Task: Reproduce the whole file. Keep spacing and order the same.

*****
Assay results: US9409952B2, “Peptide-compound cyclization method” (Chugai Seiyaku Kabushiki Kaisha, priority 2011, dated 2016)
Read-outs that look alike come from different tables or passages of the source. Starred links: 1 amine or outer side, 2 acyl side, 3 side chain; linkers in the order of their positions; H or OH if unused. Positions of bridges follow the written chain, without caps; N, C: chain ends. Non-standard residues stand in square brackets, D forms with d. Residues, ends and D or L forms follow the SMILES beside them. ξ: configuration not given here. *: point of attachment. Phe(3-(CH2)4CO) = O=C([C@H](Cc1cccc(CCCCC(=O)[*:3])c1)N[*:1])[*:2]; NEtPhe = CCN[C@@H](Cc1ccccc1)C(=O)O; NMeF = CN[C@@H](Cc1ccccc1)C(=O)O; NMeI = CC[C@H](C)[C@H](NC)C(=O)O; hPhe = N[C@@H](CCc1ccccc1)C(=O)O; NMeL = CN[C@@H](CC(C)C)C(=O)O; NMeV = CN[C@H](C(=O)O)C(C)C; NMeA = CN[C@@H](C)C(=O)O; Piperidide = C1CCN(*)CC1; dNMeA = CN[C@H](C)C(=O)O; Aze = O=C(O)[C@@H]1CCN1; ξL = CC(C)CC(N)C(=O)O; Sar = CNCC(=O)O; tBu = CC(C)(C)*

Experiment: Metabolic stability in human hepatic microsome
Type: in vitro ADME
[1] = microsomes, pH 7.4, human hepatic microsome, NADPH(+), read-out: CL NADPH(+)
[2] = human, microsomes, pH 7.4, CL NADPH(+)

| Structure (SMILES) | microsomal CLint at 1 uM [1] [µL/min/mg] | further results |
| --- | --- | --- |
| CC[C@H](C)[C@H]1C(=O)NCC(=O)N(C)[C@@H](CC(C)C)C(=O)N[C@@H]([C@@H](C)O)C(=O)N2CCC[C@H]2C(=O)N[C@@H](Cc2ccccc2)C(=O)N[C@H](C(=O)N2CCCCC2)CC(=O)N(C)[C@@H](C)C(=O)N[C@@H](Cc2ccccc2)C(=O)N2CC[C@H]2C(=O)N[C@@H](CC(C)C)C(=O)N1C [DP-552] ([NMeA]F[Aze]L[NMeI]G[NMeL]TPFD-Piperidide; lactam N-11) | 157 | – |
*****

Assay results: US9409952B2, “Peptide-compound cyclization method” (Chugai Seiyaku Kabushiki Kaisha, priority 2011, dated 2016)
Read-outs that look alike come from different tables or passages of the source. Starred links: 1 amine or outer side, 2 acyl side, 3 side chain; linkers in the order of their positions; H or OH if unused. Positions of bridges follow the written chain, without caps; N, C: chain ends. Non-standard residues stand in square brackets, D forms with d. Residues, ends and D or L forms follow the SMILES beside them. ξ: configuration not given here. *: point of attachment. Phe(3-(CH2)4CO) = O=C([C@H](Cc1cccc(CCCCC(=O)[*:3])c1)N[*:1])[*:2]; NEtPhe = CCN[C@@H](Cc1ccccc1)C(=O)O; NMeF = CN[C@@H](Cc1ccccc1)C(=O)O; NMeI = CC[C@H](C)[C@H](NC)C(=O)O; hPhe = N[C@@H](CCc1ccccc1)C(=O)O; NMeL = CN[C@@H](CC(C)C)C(=O)O; NMeV = CN[C@H](C(=O)O)C(C)C; NMeA = CN[C@@H](C)C(=O)O; Piperidide = C1CCN(*)CC1; dNMeA = CN[C@H](C)C(=O)O; Aze = O=C(O)[C@@H]1CCN1; ξL = CC(C)CC(N)C(=O)O; Sar = CNCC(=O)O; tBu = CC(C)(C)*

Experiment: Metabolic stability in human hepatic microsome
Type: in vitro ADME
[1] = microsomes, pH 7.4, human hepatic microsome, NADPH(+), read-out: CL NADPH(+)
[2] = human, microsomes, pH 7.4, CL NADPH(+)

| Structure (SMILES) | microsomal CLint at 1 uM [1] [µL/min/mg] | further results |
| --- | --- | --- |
| CC[C@H](C)[C@H]1C(=O)NCC(=O)N(C)[C@@H](CC(C)C)C(=O)N[C@@H]([C@@H](C)O)C(=O)N2CCC[C@H]2C(=O)N[C@@H](Cc2ccccc2)C(=O)N[C@H](C(=O)N2CCCCC2)CC(=O)N(C)[C@@H](C)C(=O)N[C@@H](Cc2ccccc2)C(=O)N2CC[C@H]2C(=O)N[C@@H](CC(C)C)C(=O)N1C [DP-552] ([NMeA]F[Aze]L[NMeI]G[NMeL]TPFD-Piperidide; lactam N-11) | 157 | – |